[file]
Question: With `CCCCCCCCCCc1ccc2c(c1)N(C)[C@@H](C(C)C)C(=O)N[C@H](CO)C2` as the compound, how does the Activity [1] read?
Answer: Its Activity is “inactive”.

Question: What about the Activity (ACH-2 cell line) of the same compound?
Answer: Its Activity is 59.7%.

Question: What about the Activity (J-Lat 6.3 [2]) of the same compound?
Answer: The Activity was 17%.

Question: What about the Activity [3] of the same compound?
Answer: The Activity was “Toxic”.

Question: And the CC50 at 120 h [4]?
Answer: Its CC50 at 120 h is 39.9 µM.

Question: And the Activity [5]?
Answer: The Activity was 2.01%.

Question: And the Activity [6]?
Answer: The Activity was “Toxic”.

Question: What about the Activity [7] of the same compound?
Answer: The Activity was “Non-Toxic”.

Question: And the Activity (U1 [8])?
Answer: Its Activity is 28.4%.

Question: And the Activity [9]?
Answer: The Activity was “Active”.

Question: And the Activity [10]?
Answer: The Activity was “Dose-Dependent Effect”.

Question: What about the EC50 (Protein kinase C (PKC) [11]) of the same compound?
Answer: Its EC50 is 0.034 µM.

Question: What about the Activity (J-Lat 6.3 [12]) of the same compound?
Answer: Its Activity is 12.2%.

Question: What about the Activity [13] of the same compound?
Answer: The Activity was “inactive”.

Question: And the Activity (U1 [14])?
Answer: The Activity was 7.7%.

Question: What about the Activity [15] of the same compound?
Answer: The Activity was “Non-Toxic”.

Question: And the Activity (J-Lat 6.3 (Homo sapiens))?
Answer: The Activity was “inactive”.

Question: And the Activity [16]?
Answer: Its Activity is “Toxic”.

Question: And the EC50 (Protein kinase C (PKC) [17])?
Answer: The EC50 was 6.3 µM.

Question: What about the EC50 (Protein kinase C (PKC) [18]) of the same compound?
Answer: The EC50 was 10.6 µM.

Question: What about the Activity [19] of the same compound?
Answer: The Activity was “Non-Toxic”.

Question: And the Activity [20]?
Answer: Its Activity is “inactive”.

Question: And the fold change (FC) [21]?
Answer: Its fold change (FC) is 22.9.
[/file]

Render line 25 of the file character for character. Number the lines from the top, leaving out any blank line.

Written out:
Question: What about the Activity (J-Lat 6.3 [12]) of the same compound?